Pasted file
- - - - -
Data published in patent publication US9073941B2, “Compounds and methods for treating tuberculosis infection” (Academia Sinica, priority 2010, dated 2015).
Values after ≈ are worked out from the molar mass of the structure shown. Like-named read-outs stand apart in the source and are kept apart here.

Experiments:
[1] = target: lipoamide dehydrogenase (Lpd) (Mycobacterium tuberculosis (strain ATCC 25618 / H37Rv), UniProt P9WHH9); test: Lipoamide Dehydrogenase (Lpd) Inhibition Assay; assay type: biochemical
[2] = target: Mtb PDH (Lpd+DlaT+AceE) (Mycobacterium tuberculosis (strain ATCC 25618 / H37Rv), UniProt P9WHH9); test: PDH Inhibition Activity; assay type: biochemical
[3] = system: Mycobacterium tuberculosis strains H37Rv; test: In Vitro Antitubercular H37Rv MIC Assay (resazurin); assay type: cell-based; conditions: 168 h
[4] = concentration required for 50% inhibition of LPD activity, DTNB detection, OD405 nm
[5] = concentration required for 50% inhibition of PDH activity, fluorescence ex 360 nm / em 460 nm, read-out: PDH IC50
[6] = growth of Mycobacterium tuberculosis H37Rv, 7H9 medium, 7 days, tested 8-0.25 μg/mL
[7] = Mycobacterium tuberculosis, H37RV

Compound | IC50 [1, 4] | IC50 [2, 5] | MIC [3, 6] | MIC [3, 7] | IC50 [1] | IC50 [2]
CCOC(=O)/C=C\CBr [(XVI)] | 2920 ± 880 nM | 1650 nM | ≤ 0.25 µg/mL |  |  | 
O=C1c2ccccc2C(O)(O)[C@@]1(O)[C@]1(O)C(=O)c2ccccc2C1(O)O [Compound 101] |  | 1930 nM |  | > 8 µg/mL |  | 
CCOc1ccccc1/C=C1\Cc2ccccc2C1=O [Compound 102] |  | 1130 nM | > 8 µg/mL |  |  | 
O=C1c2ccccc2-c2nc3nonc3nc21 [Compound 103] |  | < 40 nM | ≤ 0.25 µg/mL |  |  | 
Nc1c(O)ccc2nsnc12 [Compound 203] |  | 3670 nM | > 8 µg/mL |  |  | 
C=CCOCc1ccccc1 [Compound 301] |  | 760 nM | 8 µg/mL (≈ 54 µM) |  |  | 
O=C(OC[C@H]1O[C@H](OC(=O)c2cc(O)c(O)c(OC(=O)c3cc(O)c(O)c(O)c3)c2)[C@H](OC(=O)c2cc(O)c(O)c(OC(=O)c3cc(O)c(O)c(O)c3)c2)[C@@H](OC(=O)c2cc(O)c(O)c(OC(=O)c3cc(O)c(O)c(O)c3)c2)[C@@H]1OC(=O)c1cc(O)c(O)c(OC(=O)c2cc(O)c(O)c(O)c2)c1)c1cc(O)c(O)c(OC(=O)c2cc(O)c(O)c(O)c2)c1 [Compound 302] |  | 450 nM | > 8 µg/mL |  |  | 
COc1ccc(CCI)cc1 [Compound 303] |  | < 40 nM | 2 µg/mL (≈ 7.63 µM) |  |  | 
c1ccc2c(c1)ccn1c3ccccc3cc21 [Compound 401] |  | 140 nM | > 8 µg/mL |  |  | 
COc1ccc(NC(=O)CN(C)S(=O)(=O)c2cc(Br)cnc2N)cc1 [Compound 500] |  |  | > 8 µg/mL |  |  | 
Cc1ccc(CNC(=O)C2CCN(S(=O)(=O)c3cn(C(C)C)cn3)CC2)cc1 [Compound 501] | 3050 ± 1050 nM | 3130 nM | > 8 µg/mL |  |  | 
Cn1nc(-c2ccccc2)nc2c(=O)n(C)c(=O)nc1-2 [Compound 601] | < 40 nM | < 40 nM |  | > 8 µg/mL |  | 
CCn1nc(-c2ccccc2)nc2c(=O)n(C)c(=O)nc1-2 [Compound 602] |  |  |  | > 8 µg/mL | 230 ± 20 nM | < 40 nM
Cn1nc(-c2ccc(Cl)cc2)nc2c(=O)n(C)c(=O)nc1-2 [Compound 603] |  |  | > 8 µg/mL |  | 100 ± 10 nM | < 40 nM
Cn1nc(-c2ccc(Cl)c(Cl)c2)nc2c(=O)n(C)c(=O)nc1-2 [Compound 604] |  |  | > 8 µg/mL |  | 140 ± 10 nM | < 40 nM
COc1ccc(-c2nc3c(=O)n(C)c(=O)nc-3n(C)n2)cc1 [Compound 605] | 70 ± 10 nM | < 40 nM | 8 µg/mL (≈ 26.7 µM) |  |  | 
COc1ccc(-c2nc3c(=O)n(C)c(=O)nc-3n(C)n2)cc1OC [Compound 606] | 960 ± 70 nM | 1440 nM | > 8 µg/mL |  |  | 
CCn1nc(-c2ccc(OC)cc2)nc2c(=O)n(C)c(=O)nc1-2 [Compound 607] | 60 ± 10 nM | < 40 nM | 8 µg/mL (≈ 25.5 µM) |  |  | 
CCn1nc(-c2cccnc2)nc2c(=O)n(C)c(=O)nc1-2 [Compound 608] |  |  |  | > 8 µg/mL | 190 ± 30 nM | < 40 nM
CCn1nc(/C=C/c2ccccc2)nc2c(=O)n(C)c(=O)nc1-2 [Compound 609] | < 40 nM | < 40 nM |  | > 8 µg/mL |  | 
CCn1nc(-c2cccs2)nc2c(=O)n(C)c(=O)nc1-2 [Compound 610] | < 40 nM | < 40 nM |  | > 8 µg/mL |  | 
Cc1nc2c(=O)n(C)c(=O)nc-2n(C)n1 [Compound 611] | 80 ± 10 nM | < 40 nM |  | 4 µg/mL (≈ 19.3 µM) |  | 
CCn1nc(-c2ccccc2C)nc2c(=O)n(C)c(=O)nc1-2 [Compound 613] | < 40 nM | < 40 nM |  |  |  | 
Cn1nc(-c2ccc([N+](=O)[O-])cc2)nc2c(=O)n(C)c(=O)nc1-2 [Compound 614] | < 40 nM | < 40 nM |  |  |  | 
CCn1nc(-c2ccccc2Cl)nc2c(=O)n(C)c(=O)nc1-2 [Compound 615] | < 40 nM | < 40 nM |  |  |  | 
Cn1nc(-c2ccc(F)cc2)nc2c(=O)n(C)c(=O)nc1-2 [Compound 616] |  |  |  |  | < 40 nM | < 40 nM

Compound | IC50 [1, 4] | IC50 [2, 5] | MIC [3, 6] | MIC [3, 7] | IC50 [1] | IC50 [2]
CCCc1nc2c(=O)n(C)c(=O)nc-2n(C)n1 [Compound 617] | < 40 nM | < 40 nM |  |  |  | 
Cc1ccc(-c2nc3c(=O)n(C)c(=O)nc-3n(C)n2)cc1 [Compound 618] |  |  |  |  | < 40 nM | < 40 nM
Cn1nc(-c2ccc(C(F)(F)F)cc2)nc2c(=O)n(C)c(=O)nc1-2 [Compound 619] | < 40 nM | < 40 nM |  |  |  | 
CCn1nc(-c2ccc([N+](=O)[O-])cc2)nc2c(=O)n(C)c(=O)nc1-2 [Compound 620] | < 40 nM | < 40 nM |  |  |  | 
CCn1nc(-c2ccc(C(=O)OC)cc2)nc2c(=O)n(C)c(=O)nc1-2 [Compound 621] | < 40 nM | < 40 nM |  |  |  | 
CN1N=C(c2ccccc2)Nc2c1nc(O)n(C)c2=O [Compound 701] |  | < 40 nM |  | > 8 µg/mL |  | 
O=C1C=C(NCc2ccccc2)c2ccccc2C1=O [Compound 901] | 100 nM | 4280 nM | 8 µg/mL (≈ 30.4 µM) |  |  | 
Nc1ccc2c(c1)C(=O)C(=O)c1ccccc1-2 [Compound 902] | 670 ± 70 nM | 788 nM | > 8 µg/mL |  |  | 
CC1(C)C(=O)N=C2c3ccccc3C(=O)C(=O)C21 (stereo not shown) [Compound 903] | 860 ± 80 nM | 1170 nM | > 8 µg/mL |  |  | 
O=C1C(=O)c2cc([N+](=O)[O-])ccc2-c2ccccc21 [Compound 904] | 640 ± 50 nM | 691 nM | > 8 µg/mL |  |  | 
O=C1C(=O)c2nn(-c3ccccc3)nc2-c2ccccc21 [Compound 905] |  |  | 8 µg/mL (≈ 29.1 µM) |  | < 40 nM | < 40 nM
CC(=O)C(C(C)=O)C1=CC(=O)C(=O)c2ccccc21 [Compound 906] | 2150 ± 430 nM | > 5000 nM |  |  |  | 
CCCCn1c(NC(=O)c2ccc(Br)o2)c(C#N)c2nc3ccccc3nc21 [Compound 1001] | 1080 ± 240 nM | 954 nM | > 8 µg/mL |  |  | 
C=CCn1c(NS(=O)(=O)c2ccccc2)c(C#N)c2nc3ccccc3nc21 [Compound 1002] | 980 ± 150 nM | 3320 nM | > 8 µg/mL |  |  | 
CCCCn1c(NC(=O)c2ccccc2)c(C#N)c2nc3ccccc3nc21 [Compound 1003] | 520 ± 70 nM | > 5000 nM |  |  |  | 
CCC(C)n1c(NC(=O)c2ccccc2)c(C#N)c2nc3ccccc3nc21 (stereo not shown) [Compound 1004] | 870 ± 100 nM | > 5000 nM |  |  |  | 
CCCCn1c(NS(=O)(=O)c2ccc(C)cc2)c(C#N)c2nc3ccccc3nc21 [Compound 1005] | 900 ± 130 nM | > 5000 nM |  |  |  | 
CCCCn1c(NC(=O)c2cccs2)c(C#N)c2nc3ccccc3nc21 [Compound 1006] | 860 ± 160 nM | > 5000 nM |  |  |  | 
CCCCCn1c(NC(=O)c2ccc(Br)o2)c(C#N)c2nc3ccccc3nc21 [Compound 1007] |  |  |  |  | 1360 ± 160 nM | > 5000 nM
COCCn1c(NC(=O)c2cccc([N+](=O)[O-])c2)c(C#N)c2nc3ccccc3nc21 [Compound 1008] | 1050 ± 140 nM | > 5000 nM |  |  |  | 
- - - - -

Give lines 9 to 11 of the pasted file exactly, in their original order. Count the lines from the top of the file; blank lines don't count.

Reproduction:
[6] = growth of Mycobacterium tuberculosis H37Rv, 7H9 medium, 7 days, tested 8-0.25 μg/mL
[7] = Mycobacterium tuberculosis, H37RV

Compound | IC50 [1, 4] | IC50 [2, 5] | MIC [3, 6] | MIC [3, 7] | IC50 [1] | IC50 [2]